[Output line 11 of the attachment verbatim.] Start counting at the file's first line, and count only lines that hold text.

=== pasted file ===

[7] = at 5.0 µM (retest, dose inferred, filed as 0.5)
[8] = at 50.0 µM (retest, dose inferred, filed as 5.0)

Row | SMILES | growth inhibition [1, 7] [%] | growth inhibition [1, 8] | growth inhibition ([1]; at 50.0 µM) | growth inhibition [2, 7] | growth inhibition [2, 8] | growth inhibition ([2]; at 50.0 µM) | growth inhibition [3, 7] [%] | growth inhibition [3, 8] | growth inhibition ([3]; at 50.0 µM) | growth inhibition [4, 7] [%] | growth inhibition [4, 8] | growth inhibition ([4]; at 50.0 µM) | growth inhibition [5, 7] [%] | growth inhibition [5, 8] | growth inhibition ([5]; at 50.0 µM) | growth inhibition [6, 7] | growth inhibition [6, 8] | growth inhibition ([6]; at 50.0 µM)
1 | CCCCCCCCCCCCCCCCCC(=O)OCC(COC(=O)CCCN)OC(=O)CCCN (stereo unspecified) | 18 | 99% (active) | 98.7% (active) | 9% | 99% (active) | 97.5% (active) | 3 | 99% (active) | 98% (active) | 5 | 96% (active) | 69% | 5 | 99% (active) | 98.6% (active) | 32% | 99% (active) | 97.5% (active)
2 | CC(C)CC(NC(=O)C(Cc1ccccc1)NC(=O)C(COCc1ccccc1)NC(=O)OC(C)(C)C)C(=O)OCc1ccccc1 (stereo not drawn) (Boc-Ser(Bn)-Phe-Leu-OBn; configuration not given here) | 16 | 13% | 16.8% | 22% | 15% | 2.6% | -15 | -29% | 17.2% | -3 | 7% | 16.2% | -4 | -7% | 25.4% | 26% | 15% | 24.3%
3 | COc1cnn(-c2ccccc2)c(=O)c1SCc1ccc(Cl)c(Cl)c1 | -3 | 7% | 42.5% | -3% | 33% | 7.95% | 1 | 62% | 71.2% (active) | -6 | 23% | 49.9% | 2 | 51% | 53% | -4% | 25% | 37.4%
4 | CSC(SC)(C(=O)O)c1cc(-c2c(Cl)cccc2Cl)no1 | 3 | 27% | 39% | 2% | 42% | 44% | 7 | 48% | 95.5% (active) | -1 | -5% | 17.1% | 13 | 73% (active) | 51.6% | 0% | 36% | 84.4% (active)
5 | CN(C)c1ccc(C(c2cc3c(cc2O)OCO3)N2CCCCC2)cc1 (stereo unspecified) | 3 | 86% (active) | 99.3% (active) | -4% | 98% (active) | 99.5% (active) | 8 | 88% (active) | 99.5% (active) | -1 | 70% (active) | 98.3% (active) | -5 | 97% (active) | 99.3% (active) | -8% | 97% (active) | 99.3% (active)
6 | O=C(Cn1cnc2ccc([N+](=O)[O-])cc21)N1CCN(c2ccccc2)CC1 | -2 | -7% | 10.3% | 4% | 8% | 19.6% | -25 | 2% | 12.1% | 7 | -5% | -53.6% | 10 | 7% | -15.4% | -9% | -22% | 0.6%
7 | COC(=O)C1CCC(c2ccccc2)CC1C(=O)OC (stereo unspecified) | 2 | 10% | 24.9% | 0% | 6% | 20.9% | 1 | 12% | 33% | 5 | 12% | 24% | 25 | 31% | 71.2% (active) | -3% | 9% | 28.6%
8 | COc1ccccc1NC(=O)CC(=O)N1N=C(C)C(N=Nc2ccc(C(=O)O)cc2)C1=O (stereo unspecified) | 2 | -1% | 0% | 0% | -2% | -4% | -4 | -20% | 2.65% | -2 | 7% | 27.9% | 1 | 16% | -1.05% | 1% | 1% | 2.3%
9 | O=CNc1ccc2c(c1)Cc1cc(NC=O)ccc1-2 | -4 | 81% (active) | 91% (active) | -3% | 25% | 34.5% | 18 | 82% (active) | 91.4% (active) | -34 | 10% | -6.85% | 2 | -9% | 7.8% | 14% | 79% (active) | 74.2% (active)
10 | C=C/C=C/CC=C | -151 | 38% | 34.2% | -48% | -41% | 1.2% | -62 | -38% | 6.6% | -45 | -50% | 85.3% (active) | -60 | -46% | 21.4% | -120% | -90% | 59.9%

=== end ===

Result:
8 | COc1ccccc1NC(=O)CC(=O)N1N=C(C)C(N=Nc2ccc(C(=O)O)cc2)C1=O (stereo unspecified) | 2 | -1% | 0% | 0% | -2% | -4% | -4 | -20% | 2.65% | -2 | 7% | 27.9% | 1 | 16% | -1.05% | 1% | 1% | 2.3%